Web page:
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Political machines

Electronic ballots may have their problems, but a partisan election process also needs to be fixed.

August 08, 2007

A team of computer security experts has reported a stunning array of potential vulnerabilities in the electronic voting machines used in California. Among the most alarming findings was the possibility that a voter could infect his or her machine with a virus that would alter the vote count statewide, then spread to other machines to alter the next election.

The scrutiny of the systems was welcome, even overdue. But Secretary of State Debra Bowen's eleventh-hour response on Friday -- banning the machines used by 39 counties, except as needed to accommodate disabled voters -- is likely to cause serious problems too. Ultimately, the Legislature may need to step in to depoliticize the process and protect counties and voters from being whipsawed by elected officials' shifting agendas.

At the root of the current problems is the misplaced confidence that the machines' manufacturers, many county election officials and Bowen's predecessors had in their electronic voting systems. The manufacturers -- Diebold Election Systems, Sequoia Voting Systems and Hart InterCivic -- continued their protests after Bowen's review, saying it was unrealistic to give the state's experts an insider's guide to the machines' software and ignore the safeguards in place at the polls. County officials echoed those complaints and asked why the new machines' risks weren't compared to those posed by mechanical voting machines and paper ballots. Both of these objections miss the point.

The shift to electronic voting poses new risks. Election officials have years of experience with paper ballots and are well aware of the mischief to guard against. They don't yet have that experience with electronic voting machines, yet the risks of tampering and vote manipulation are of an unprecedented scale. As the review showed, it's possible to gain access to the memory card where votes are stored on certain machines, insert a bit of malicious software and corrupt the results from multiple counties. Nevertheless, in some communities the machines are sent home with poll workers for safekeeping before an election.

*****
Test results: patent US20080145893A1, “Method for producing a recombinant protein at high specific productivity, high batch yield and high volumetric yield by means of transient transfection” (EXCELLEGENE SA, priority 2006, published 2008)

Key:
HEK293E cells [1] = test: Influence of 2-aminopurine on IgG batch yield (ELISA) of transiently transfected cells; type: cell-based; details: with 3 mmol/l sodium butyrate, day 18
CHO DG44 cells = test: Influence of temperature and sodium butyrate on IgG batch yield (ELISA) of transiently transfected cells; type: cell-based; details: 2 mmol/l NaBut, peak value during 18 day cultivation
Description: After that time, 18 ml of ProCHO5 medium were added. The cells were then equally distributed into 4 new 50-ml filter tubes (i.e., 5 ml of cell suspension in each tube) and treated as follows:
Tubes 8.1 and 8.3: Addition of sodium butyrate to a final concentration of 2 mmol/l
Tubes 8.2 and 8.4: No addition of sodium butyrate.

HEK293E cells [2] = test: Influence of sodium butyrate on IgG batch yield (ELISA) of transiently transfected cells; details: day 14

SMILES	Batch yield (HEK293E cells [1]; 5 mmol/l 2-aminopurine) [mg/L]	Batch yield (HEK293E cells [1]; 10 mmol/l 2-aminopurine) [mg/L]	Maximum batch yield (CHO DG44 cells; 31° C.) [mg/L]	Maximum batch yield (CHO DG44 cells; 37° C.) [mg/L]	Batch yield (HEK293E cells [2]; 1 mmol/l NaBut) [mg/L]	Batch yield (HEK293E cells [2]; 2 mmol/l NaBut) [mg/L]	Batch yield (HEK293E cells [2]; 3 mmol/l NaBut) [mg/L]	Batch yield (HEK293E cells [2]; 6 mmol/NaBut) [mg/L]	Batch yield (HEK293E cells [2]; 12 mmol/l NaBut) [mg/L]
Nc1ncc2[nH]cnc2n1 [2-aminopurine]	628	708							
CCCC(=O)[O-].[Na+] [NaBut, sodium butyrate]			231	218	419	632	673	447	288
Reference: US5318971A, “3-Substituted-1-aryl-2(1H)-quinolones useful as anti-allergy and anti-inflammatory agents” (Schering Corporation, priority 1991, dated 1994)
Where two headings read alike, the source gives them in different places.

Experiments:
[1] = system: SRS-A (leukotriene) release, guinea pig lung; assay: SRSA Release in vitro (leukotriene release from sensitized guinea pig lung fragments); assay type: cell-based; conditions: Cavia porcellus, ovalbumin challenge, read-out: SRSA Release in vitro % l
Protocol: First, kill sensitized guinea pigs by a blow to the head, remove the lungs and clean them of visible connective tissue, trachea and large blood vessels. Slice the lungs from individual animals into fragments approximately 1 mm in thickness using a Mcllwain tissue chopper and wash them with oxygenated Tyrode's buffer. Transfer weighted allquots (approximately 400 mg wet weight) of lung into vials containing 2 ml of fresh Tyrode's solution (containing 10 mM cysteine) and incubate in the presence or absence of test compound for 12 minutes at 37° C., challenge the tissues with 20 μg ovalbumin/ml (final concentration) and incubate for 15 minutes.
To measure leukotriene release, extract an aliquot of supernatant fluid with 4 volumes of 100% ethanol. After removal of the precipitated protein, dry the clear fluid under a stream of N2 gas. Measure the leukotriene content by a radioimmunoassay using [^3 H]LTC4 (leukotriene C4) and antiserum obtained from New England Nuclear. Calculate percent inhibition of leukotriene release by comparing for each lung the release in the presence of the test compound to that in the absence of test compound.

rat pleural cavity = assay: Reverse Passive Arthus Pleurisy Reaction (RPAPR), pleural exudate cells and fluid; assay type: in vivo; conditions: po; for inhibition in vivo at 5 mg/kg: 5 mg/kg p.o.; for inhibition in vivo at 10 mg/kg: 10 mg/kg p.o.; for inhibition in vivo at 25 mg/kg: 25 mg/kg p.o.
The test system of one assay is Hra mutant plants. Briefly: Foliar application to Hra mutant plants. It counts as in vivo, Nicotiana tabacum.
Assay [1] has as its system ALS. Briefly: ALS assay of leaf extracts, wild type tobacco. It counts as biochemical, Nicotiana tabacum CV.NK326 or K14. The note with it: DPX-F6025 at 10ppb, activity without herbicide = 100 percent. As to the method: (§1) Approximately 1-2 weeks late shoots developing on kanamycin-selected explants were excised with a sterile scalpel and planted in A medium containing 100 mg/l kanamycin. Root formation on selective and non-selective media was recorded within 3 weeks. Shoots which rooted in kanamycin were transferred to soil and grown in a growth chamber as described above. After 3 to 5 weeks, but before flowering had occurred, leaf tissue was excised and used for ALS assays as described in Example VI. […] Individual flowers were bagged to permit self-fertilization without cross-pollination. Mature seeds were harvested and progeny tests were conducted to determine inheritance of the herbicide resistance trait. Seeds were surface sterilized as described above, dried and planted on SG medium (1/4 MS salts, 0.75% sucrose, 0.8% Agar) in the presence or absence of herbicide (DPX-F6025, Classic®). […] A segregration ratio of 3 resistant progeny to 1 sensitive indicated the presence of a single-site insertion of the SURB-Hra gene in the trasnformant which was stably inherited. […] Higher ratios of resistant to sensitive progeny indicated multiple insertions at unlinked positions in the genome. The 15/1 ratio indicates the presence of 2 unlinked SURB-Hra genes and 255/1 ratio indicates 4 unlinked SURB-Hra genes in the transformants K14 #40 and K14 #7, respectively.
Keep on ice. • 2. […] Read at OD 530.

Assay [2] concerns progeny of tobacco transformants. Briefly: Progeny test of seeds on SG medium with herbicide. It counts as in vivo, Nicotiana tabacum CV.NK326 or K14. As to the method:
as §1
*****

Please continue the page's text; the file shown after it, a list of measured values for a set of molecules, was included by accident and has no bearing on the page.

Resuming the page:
Bowen banned the Diebold and Sequoia machines, but she said the Hart machines used by seven counties would be recertified if the manufacturer took specific steps to improve security. (She also decertified the machines used in Los Angeles County to scan paper ballots because they did not meet the deadline for testing, but a new round of tests is expected to reverse that ruling.) By putting Diebold and Sequoia at a competitive disadvantage here, she may finally persuade them to do what computer scientists have urged for several years: design their machines for security, rather than trying to bolt security features onto vulnerable platforms.

The goal shouldn't be to eliminate electronic voting, which can improve the accuracy of elections by reducing voter confusion and miscounts. Instead, it should be to increase public confidence in the results. Even if the machines' potential vulnerabilities are minimized, security will ultimately depend on two other factors. Voters will have to get into the habit of checking the printed record kept by the machines to make sure it matches how they voted. That printout, which is saved for auditors to examine, is a key defense against tampering. And county election officials, whose input was conspicuously absent from Bowen's review, will have to be integrated into the process of developing security standards and practices.

With next year's primary a mere six months off, Bowen risked throwing the election into chaos by reversing decisions made by her predecessors. She has to shift gears now and focus on helping the counties solve the problems they face because many of their machines have been banned. With so little time available to acquire replacements, test them and retrain election workers, the prospects for a smooth election in February seem grim.

The experience may ultimately boost voters' faith in the integrity of the system. But the abrupt shift in policies should also prod lawmakers to take voting-machine certification out of the hands of elected officials. There's too much risk of the decisions being viewed in partisan terms; after all, Bowen is a Democrat and her predecessor a Republican, as was Diebold's former chief executive, who famously pledged to help "deliver" Ohio to President Bush in the 2004 election. It would be far better to have such decisions made by a nonpartisan entity whose sole purpose is to protect the voters' interests in casting votes easily and having them counted honestly.

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